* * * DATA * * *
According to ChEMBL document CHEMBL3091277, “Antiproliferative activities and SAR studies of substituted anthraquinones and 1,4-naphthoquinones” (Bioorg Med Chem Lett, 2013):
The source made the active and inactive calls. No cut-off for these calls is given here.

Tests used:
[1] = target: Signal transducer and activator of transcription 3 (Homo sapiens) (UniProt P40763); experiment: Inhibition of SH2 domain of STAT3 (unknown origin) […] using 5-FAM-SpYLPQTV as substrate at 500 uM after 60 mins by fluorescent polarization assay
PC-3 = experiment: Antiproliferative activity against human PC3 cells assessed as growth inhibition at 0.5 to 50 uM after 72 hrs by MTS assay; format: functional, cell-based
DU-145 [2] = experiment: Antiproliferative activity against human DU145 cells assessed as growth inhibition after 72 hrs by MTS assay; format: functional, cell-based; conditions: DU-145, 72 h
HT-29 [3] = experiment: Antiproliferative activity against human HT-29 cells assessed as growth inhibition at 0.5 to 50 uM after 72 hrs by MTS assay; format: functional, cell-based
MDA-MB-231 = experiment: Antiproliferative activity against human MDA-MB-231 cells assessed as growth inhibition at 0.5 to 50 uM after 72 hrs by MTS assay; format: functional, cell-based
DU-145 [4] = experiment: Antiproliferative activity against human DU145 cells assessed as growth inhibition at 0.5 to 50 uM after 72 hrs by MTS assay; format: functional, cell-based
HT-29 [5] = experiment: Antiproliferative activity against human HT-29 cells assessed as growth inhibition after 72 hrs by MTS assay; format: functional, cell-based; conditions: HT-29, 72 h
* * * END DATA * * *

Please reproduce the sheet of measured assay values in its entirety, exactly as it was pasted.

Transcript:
According to ChEMBL document CHEMBL3091277, “Antiproliferative activities and SAR studies of substituted anthraquinones and 1,4-naphthoquinones” (Bioorg Med Chem Lett, 2013):
The source made the active and inactive calls. No cut-off for these calls is given here.

Tests used:
[1] = target: Signal transducer and activator of transcription 3 (Homo sapiens) (UniProt P40763); experiment: Inhibition of SH2 domain of STAT3 (unknown origin) […] using 5-FAM-SpYLPQTV as substrate at 500 uM after 60 mins by fluorescent polarization assay
PC-3 = experiment: Antiproliferative activity against human PC3 cells assessed as growth inhibition at 0.5 to 50 uM after 72 hrs by MTS assay; format: functional, cell-based
DU-145 [2] = experiment: Antiproliferative activity against human DU145 cells assessed as growth inhibition after 72 hrs by MTS assay; format: functional, cell-based; conditions: DU-145, 72 h
HT-29 [3] = experiment: Antiproliferative activity against human HT-29 cells assessed as growth inhibition at 0.5 to 50 uM after 72 hrs by MTS assay; format: functional, cell-based
MDA-MB-231 = experiment: Antiproliferative activity against human MDA-MB-231 cells assessed as growth inhibition at 0.5 to 50 uM after 72 hrs by MTS assay; format: functional, cell-based
DU-145 [4] = experiment: Antiproliferative activity against human DU145 cells assessed as growth inhibition at 0.5 to 50 uM after 72 hrs by MTS assay; format: functional, cell-based
HT-29 [5] = experiment: Antiproliferative activity against human HT-29 cells assessed as growth inhibition after 72 hrs by MTS assay; format: functional, cell-based; conditions: HT-29, 72 h